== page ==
Kill all workers and start fresh

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Katharine Doubleday

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Jan 10, 2018, 3:26:47 PM1/10/18
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Hello all,

I am wondering if there is a straightforward way in SCOOP to ensure that each process only completes one task before being killed and a new process spawning in its place. I am working on a genetic algorithm, in which each individual in the population is evaluated on a separate process.  Each of those evaluations takes a significant amount of memory (due to a memory leak that unfortunately cannot be addressed at present), so I want to ensure that workers are not reused when I move from one generation to the next. Instead, I want to kill and restart all processes during the transition to the next generation. I previously used the multiprocessing package, where this was a straightforward fix:

pool = multiprocessing.Pool(processes, maxtasksperchild=1)

So far it looks like I need play with adding calls to ScoopApp.close and ScoopApp.run at each generation, but if anyone has any insight or suggestions, that would be much appreciated.

Cheers,
Kate

Derek Tishler

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Jan 10, 2018, 7:57:52 PM1/10/18
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I tried to review the scoop docs and source but beyond messing with map's timeout(sounds like a bad idea for a general fix) I am unsure how to solve this properly.

It did, however, remind me of a weird case I had to address recently. In a trading system I had to run my evolution 100% externally 1 gen at a time. So as my trading system ran on a loop for each new data step, it would launch the evolution process externally and run like a normal deap program(using scoop) for a single generation with checkpointing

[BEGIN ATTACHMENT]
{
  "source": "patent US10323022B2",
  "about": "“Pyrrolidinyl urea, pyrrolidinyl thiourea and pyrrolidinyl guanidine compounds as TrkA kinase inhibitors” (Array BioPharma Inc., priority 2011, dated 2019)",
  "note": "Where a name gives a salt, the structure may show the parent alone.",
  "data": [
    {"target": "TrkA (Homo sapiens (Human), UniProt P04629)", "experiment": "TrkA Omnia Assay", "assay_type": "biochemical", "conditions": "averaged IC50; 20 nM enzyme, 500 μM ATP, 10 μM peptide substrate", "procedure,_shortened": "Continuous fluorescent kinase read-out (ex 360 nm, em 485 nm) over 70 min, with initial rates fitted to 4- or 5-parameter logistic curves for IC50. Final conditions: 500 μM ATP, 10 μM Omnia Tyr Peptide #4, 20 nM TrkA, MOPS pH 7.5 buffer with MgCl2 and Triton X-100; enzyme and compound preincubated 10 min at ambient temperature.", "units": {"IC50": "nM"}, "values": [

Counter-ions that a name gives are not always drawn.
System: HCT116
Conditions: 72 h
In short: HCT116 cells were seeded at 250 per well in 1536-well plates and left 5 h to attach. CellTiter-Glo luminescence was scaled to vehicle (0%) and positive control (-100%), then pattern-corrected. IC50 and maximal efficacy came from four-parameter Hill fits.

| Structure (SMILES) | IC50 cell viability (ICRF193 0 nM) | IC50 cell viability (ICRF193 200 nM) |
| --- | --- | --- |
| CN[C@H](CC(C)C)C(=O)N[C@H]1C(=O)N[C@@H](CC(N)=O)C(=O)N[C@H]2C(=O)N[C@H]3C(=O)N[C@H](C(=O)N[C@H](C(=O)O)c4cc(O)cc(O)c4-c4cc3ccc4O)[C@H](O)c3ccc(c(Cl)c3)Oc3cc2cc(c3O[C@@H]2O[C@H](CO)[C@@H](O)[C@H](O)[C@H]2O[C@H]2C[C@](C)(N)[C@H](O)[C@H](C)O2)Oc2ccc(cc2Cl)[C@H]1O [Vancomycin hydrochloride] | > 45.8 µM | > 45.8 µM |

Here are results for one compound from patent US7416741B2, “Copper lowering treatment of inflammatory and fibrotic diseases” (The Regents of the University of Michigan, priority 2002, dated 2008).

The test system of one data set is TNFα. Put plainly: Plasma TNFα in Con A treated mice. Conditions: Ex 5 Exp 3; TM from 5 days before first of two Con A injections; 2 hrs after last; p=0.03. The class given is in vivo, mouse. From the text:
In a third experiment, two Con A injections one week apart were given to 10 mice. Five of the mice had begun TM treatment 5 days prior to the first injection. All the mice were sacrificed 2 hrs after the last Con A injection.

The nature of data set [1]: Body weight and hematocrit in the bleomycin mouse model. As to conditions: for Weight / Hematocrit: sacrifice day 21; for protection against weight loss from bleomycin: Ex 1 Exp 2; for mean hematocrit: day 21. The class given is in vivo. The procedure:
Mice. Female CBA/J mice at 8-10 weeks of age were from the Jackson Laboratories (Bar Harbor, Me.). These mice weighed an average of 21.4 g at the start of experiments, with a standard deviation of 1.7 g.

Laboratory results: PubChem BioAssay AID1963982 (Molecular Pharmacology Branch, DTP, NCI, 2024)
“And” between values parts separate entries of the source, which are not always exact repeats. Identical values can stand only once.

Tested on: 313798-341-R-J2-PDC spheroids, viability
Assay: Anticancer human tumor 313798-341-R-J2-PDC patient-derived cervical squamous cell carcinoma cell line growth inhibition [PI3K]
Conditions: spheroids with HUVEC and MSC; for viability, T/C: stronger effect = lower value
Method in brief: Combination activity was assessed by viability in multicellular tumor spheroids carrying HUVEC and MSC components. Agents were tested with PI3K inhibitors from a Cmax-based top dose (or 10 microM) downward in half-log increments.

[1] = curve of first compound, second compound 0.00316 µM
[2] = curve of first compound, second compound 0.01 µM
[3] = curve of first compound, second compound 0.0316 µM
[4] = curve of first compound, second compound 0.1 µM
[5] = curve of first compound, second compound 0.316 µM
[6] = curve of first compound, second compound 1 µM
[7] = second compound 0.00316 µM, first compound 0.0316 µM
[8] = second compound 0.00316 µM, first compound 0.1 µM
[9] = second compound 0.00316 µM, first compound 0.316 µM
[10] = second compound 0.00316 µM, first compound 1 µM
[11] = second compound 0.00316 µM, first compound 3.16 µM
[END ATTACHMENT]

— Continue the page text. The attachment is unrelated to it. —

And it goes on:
# how I launched a scoop evo from a diff python scipt 
        start_time = time.time()
        if platform.system() == 'Windows':
            command = ['python','external_evolution_np.py'] #windows
        else:
            command = ['python external_evolution_np.py'] #linux 
        process = subprocess.Popen(command, shell=True, stdout=subprocess.PIPE)#, stderr=subprocess.STDOUT)
        for line in process.stdout:
            elapsed_time = time.time() - start_time
            print line.replace("\n","") + "\t\t%0.2f s"%elapsed_time
            self.Log(line + "\t%0.2f s"%elapsed_time)
        process.wait()
        if process.returncode != 0:
            self.SetHoldings(self.symbol, 0.) # shutdown
            exit() # failed to run evolutiion cycle externally

Katharine Ann Doubleday

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Jan 12, 2018, 10:05:38 AM1/12/18
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Hi Derek,

Thanks for the suggestion. I haven't added checkpointing yet, and that looks like quite a feasible workaround.

Thank you,
Kate

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Kate Doubleday
Ph.D. Student
Electrical, Computer, and Energy Engineering
University of Colorado Boulder
Katharine...@Colorado.edu
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